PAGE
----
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Chapter 24 : Deciphering the Language of Diplomacy

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Deciphering the Language of Diplomacy, Page 1 of 2

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Abstract:

This chapter talks about deciphering the language of diplomacy give and take in the study of the squid-vibrio symbiosis. The colonization of epithelia by microbes is the most common and ancient form of animal symbiosis. Throughout the evolutionary history of animals, from early beginnings through the invasion of the land, and into the current biosphere, the most common type of animal-microbe association has been the colonization of the outer surfaces of animal epithelia by populations of one or more microbial species. For the last 20+ years, biologists have been studying the processes by which bacteria colonize animal epithelial surfaces, using the model association between the Hawaiian bobtail squid, , and the marine bioluminescent bacterium . The study of this association evolved as "symbioses" between biologists from two very different fields, microbiology and animal biology. Distinct species have evolved strange new abilities that allow them to inhabit even the most forbidding of environments. Critical to the development of this research over the past 20 years has been the willingness of our students and collaborators to join us in this adventure. These important tools have allowed us to begin deciphering the molecular language of symbiosis between bacteria and animal epithelia.

Citation: McFall-Ngai M, Ruby N. 2012. Deciphering the Language of Diplomacy, p 173-180. In Kolter R, Maloy S (ed), Microbes and Evolution. ASM Press, Washington, DC. doi: 10.1128/9781555818470.ch24

Key Concept Ranking

Vibrio fischeri
0.5441176
Photobacterium leiognathi
0.5147059
Marine Bacteria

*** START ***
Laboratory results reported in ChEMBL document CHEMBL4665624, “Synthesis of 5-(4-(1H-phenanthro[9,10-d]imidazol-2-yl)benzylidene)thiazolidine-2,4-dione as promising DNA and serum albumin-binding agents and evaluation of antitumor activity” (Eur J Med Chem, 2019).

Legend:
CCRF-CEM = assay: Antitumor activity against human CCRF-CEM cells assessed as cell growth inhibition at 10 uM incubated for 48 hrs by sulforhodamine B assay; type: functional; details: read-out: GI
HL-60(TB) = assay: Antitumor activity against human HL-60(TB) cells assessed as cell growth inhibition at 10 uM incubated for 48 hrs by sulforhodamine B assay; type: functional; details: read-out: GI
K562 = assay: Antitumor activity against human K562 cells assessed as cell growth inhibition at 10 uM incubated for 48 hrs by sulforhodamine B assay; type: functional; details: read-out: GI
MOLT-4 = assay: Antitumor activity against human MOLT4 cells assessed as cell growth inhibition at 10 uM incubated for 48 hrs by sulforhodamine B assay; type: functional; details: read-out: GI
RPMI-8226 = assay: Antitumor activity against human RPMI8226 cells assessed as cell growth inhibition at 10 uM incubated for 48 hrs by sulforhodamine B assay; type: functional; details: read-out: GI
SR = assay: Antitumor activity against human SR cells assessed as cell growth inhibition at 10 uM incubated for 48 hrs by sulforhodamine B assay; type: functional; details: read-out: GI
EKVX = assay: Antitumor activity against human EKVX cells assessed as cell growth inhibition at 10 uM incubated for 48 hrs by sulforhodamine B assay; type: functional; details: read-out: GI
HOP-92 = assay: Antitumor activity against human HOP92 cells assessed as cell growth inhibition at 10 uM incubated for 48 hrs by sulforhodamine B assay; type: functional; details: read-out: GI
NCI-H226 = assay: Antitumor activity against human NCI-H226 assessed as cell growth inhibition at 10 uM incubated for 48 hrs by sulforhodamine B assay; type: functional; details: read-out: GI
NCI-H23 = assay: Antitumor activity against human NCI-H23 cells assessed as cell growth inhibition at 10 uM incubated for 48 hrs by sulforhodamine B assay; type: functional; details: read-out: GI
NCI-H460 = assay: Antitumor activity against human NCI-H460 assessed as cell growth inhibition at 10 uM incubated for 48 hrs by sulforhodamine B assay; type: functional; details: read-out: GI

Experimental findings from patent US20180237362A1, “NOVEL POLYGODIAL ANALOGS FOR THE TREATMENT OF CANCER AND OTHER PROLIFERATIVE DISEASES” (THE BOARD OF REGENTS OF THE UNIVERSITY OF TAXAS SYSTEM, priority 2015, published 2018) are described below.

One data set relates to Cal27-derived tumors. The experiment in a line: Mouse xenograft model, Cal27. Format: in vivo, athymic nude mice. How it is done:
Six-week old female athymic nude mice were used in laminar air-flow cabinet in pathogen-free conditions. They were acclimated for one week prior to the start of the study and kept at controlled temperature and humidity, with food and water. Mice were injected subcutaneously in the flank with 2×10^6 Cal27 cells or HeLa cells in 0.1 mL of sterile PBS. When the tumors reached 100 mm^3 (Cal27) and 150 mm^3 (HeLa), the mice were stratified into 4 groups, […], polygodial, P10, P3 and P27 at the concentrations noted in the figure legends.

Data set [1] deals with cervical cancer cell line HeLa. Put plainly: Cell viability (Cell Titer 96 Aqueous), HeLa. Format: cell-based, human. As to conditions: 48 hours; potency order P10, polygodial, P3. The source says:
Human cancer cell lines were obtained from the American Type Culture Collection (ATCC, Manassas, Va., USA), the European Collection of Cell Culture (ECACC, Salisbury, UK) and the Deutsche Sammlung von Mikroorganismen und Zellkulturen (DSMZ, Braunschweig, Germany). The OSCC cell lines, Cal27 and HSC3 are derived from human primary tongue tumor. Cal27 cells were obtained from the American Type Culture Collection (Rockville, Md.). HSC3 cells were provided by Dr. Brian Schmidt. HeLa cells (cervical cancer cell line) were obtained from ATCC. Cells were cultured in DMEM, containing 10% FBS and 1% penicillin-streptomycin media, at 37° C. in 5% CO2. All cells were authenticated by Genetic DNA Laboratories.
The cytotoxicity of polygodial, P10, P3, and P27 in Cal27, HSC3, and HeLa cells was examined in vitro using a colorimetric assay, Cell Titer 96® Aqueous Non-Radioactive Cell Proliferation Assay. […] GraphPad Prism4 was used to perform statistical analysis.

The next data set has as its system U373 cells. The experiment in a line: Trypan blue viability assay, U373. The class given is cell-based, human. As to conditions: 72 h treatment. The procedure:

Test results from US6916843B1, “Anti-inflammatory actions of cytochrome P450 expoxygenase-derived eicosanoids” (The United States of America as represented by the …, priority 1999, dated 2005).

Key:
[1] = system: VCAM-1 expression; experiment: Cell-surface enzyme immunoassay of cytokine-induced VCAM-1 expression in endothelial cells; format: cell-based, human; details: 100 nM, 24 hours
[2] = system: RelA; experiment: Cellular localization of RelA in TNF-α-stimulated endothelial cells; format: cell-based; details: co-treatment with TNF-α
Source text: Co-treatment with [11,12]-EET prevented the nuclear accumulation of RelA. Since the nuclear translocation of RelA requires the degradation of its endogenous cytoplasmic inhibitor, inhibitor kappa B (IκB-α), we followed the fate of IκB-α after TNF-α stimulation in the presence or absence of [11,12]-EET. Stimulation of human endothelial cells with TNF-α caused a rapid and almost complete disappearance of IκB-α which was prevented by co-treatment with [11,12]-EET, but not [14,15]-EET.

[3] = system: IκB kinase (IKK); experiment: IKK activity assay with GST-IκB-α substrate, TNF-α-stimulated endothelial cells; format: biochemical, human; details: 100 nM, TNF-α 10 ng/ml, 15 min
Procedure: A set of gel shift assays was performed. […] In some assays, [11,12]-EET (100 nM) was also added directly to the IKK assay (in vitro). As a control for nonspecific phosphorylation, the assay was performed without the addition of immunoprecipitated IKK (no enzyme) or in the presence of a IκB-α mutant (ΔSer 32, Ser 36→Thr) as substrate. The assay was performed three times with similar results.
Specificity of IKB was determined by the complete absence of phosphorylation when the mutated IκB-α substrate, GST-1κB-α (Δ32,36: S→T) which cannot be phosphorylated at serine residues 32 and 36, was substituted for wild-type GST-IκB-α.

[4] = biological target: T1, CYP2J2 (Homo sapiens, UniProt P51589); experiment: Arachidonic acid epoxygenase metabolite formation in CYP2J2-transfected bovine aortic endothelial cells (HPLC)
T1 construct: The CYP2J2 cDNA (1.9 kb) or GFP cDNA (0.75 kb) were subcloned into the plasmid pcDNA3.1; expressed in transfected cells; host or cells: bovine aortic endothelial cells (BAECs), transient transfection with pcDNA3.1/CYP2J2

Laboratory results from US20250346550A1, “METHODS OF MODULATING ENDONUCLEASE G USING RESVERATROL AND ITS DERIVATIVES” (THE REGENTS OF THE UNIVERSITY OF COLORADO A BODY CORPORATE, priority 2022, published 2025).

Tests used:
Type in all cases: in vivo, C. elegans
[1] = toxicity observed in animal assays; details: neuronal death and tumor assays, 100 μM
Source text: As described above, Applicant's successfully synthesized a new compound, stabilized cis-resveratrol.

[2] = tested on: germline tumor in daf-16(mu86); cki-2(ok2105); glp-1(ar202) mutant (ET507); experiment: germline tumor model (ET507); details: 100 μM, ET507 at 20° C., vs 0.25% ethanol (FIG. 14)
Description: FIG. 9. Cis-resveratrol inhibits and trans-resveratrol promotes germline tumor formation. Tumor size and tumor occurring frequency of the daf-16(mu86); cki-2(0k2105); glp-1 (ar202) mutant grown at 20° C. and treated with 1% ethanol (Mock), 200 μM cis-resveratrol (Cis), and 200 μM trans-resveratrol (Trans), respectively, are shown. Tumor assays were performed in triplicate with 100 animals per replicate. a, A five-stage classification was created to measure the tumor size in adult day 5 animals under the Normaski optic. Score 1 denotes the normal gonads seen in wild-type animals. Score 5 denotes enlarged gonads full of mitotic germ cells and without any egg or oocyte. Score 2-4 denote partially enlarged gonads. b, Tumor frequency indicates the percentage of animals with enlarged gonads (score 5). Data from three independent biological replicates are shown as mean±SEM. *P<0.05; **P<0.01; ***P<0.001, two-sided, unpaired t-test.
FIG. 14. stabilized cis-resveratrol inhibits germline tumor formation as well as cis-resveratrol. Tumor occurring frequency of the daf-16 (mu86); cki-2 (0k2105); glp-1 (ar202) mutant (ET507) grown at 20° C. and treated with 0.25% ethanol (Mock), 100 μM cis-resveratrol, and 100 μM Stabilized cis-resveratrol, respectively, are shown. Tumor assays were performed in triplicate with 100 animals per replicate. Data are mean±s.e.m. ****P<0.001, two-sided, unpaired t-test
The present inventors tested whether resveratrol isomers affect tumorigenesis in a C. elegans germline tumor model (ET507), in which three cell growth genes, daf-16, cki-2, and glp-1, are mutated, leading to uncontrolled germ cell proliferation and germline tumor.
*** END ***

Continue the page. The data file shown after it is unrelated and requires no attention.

0.49470034
Confocal Microscopy
0.45583478
Confocal Microscopes
0.40691724
Pathogenic Bacteria
0.40046936
0.5441176
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Figure 1

Generating the animal resources needed to study the squid-vibrio symbiosis. Male and female adults are maintained in individual seawater “condominiums” (upper left, the “condo” complex), where they mate and lay eggs (bar, 0.25 m). The females lay the eggs on hard substrates in their environment and cover them with sand. In our culturing facility, within 1 day of the eggs being laid, they are removed into a separate tank (lower left), so that they are not exposed during their embryonic period to symbiotic cells released from the adults (bar, 0.1 m). An individual clutch (upper right) of about 200 eggs has been deposited by a female on a piece of coral rubble (bar, 1 cm). A juvenile (lower right) will hatch from each egg after an embryonic period of ~20 days. In this photograph, the two lower darkened areas are the eyes and the upper dark area is the nascent light organ, which can be seen through the translucent body surface (bar, 0.5 mm). doi:10.1128/9781555818470.ch24f1

Citation: McFall-Ngai M, Ruby N. 2012. Deciphering the Language of Diplomacy, p 173-180. In Kolter R, Maloy S (ed), Microbes and Evolution. ASM Press, Washington, DC. doi: 10.1128/9781555818470.ch24
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